Friday, March 16, 2018

Another Analytical Example of Filtered Back Projection

Intermediate Physics for Medicine and Biology: Another Analytical Example of Filtered Back Projection Some people collect stamps, aged bottles of wine, or fine art. I collect analytical examples of tomographic reconstruction: determining a function f(x,y) from its projections F(θ,x’). Today I'll share my latest acquisition: an example of filtered back projection. I discussed a similar example in a previous post, but you can't have too many of these. This analysis illustrates the process that Russ Hobbie and I describe in Section 12.5 of Intermediate Physics for Medicine and Biology.

The method has two steps: filtering the projection (that is, taking its Fourier transform, multiplying by a filter function, and doing an inverse Fourier transform) and then back projecting. We start with a projection F(θ,x'), which in the clinic would be the output of your tomography machine.
This projection is independent of the angle θ, implying that the function f(x,y) looks the same in all directions. A plot of F(θ,x') as a function of x’ is shown below.
I suggest you pause for a minute and guess f(x,y) (after all, our goal is to build intuition). Once you make your guess, continue reading.

Step 1a: Fourier transform

The Fourier transform of the projection F(θ,x') is
with Sf(θ, k) = 0 (Russ and I divide the Fourier transform into a cosine part C and a sine part S, see Eq. 11.57 in IPMB). Cf(θ, k) is a function of k, the wave number (also known as the spatial frequency). I won’t show all calculations; to gain the most from this post, fill in the missing steps. Cf(θ, k) is plotted below as a function of k.

Step 1b: Filter

To filter, multiply Cf(θ, k) by |k|/2π (Eq. 12.39 in IPMB) to get the Fourier transform of the filtered projection Cg(θ, k)
with Sg(θ, k) = 0. The result is shown below. Notice that filtering removes the dc contribution at k = 0 and causes the function to fall off more slowly at large |k| (it's a high-pass filter).

Step 1c: Inverse Fourier transform

Next use Eq. 11.57 in IPMB to calculate the inverse Fourier transform of Cg(θ, k). Initially I didn’t think the required integral could be solved analytically. I even checked the best integral table in the world, with no luck. However, when I typed the integral into the WolframAlpha website, it gave me an answer.
The above screenshot above contains the cosine integral, Ci(z). After evaluating it at the integral's end points, using limiting expressions for Ci(z) at small z, and expending much effort, I derived the filtered projection G(θ,x')
A plot of G(θ,x') is shown below.

Step 2: Back projection

The back projection (Eq. 12.30 in IPMB) of G(θ,x') requires some care. Because f(x,y) does not depend on direction, you can evaluate the back projection along any radial line. I chose y = 0, which means the rotated coordinate x’ = x cosθ + y sinθ in the back projection is simply x’= x cosθ. You must examine two cases.

Case 1: |x| less than a

In this case, integrate using only the section of G(θ,x') for |x’| less than a.

Instead of integrating from θ = 0 to π, use symmetry, multiply by two, and integrate from 0 to π/2.
At this point, I was sure I could not integrate such a complicated function analytically, but again WolframAlpha came to the rescue.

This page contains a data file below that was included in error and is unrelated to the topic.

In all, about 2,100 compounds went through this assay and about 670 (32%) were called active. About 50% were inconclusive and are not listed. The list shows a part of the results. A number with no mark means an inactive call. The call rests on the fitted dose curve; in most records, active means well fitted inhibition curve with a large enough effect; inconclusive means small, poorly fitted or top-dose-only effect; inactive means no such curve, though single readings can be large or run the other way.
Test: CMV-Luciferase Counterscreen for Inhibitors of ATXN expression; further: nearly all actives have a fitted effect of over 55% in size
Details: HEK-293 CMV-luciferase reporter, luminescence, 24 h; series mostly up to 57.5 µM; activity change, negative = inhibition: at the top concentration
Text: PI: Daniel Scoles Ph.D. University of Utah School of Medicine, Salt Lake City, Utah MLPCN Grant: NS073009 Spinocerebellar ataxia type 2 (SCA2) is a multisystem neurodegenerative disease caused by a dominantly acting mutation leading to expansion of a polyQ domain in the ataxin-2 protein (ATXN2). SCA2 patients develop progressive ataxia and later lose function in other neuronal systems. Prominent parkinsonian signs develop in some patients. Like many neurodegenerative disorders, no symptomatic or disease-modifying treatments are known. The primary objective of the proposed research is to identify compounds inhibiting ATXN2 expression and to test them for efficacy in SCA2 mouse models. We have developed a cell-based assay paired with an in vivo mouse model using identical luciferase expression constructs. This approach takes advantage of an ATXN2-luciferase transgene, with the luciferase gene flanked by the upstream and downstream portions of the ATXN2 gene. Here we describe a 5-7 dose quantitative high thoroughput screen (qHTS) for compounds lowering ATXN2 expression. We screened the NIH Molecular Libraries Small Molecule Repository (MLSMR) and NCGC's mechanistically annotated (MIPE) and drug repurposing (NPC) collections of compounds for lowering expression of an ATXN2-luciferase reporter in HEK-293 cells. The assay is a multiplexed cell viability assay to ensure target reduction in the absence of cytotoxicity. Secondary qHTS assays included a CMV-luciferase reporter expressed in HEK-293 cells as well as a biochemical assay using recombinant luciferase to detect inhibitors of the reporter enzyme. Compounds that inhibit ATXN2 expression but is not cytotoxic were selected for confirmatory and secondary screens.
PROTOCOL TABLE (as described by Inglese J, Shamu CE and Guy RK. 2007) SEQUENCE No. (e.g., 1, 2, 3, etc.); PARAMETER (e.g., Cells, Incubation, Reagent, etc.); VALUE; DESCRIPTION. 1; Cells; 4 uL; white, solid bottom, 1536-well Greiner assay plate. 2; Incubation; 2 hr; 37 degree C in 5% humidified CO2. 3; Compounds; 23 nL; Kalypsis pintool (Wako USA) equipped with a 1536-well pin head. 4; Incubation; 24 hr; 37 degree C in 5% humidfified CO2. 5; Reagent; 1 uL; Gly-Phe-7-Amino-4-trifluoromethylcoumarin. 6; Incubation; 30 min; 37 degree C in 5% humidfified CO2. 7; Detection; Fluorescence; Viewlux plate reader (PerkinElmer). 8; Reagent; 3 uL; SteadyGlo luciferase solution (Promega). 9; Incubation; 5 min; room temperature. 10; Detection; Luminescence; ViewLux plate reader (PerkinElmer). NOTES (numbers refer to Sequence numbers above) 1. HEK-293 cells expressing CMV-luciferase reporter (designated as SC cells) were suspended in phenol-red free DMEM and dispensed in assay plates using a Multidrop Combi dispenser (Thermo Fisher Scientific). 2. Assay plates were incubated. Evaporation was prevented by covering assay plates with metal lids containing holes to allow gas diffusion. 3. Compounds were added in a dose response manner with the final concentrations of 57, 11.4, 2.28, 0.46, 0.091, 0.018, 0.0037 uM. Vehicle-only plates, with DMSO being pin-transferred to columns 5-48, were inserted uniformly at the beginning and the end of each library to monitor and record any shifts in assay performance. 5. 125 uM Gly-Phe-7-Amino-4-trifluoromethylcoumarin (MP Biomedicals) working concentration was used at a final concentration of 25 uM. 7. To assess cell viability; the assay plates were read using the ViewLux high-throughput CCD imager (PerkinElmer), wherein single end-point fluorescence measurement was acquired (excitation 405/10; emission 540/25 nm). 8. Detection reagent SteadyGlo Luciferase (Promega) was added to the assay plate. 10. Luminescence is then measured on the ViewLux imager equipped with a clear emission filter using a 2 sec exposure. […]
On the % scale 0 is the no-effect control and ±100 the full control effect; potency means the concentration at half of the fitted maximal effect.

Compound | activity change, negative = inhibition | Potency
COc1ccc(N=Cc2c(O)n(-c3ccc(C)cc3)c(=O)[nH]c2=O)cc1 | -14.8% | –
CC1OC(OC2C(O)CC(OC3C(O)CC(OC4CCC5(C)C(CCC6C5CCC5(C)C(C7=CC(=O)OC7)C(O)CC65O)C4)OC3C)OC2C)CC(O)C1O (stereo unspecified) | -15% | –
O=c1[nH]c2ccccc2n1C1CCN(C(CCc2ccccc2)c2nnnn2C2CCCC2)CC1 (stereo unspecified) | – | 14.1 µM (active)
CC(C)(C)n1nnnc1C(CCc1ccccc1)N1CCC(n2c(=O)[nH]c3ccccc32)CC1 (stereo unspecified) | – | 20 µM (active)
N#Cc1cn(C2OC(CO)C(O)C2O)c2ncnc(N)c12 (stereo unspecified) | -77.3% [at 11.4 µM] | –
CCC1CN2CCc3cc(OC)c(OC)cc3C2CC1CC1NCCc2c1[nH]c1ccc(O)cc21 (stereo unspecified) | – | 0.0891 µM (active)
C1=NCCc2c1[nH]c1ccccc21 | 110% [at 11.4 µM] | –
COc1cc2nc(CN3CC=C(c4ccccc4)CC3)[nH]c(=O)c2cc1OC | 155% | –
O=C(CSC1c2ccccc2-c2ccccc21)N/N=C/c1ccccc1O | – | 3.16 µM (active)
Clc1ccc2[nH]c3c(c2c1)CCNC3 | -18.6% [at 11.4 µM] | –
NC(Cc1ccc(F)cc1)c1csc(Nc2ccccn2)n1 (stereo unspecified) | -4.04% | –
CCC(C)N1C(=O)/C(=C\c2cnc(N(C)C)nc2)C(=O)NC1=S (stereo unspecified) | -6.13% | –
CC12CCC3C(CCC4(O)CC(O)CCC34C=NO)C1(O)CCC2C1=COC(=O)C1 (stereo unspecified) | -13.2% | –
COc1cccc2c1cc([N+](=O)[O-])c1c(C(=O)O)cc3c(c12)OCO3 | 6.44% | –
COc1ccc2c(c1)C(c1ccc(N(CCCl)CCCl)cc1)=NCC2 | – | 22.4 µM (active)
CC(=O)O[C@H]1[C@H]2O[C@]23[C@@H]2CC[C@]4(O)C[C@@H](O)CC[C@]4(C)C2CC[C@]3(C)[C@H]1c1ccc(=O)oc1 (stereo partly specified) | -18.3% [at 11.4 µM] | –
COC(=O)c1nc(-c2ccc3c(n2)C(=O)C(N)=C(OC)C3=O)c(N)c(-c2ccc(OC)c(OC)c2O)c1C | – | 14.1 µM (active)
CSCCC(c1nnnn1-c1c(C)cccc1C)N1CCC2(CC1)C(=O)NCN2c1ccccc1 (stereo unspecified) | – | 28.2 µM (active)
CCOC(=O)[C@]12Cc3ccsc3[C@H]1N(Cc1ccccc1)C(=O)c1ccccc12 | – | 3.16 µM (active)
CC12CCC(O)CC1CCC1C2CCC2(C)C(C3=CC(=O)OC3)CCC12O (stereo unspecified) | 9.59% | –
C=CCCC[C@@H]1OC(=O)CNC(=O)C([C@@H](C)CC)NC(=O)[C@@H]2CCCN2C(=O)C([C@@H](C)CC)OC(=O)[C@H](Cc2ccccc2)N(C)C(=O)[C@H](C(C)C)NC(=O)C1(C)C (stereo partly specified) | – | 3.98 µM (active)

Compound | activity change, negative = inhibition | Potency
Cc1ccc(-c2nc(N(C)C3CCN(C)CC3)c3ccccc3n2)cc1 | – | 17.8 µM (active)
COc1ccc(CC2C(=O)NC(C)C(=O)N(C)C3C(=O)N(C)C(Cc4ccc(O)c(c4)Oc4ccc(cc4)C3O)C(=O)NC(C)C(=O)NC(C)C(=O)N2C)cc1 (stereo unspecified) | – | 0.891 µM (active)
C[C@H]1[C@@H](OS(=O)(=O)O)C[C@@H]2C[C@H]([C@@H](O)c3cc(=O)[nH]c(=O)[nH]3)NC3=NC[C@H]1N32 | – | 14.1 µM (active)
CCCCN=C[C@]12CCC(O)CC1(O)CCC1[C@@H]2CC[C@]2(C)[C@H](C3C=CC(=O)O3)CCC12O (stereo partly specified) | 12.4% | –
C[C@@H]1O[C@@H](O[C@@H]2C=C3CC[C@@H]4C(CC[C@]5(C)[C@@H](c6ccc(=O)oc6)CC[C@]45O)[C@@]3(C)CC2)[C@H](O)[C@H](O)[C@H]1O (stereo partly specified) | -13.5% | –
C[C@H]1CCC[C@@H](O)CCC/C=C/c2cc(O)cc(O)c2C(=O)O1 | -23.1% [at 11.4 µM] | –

(Beware: Wolfram assumes you integrate over x, so in the above screenshot x is my θ and b is my x.) The solution contains inverse hyperbolic tangent functions, but once you evaluate them at the end points you get a simple expression

Case 2: |x| greater than a

When |x| is greater than a, angles around θ = 0 use the section of G(θ,x') for |x’| greater than a and angles around θ = π/2 use the section for |x’| less than a.
The angle where you switch from one to the other is θ = cos-1(a/x). (To see why, analyze the right triangle in the above figure with side of length a and hypotenuse of length x.) The back projection integral becomes
If you evaluate this integral, you get zero.

Final Result

Putting all this together, and remembering that f(x,y) doesn’t depend on direction so you can replace x by the radial distance, you find
We did it! We solved each step of filtered back projection analytically, and found f(x,y).

I’ll end with a few observations.
  1. Most clinical tomography devices use discrete data and computer computation. You rarely see the analysis done analytically. Yet, I think the analytical process builds insight. Plus, it's fun.
  2. Want to check our result? Calculate the projection of f(x,y). You get the function F(θ,x') that we started with. To learn how to project, click here.
  3. Regular readers of this blog might remember that I analyzed this function in a previous post, where you can see what you get if you don't filter before back projecting. 
  4. I have a newfound respect for WolframAlpha. It solved integrals analytically that I thought were hopeless. In addition, it's online, free, and open to all.
  5. Most filtered back projection algorithms don’t filter using Fourier transforms. Instead, they use a convolution. I think Fourier analysis provides more insight, but that may be a matter of taste. 
  6. My bucket list includes finding an analytical example of filtered back projection when f(x,y) depends on direction. Wouldn’t that be cool! 
  7. Remember, there is another method for doing tomography: the Fourier method (see Section 12.4 in IPMB). Homework Problems 26 and 27 in Chapter 12 provide analytical examples of that technique.

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